Retail workers of North Carolina are likely aware of what a hectic time Black Friday can be. With the holiday madness and outrageously low prices on gifts, it's enough to bring out the worst in people -- and it often does. The people often hear about pushing through lines and even fighting for items, but the saddest of the stories are when innocent workers die in these fights, while just doing their job. Five years after a Walmart employee died in such an incident, the company still refuses to compensate for the death claims of the employee.
Black Friday gets bigger every year, and with that being said, employers need to take this into consideration when preparing for the safety of their workers. Enforced security and having a limited amount of people in the store at once are among the biggest ways to keep employees safe; however, these things are not always enforced. This is where OSHA comes in -- to protect the lives of the many employees affected by such working environments.
In 2008, shoppers literally busted down a door that the man was supposed to be guarding. While he was just a regular employee, and not security, it is likely he was ill-equipped to handle such a responsibility given to him by his employers. Walmart had only appointed one person to handle over 2,000 eager shoppers.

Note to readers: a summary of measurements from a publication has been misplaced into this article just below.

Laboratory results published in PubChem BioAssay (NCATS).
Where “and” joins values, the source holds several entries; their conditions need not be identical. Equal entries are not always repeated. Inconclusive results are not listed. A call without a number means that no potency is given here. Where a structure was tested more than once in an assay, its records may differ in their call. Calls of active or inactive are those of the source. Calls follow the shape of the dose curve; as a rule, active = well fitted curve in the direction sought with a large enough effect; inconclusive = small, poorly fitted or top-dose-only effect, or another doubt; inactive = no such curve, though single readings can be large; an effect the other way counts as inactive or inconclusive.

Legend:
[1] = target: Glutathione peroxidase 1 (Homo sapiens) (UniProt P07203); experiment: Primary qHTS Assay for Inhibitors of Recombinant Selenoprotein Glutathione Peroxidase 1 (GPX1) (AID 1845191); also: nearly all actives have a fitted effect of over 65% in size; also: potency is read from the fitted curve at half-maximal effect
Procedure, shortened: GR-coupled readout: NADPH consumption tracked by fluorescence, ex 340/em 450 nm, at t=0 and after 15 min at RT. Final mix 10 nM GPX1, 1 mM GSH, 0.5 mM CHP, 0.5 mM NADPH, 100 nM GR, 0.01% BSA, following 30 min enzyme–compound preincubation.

OSHA claims that there isn't a specific rule stating to protect workers from mobs of angry people, but what they do enforce is proper safety precautions to prevent any dangers to their employees. As a result of the increasing popularity and demand of Black Friday, Walmart should have known something like this could happen, OSHA claimed. According to OSHA, more could have been done to ensure the safety of this man.
Walmart is the biggest retailer in the world, averaging hundreds of billions of dollars in net worth. For apparently unknown reasons, Walmart is disputing and refusing to pay the $7,000 fine for death claims that OSHA had cited them. When North Carolina workers are killed on the job, there needs to be responsibility taken by the employers. Employees don't have to be voiceless as a result of employers not protecting their well-being. In a case like this one, where an employee is killed while doing his or her job, the victim's family may be eligible for workers' compensation benefits.
Source: Huffington Post, Walmart Still Hasn't Paid Its $7,000 Fine For 2008 Black Friday Death, Dave Jamieson, Nov. 21, 2013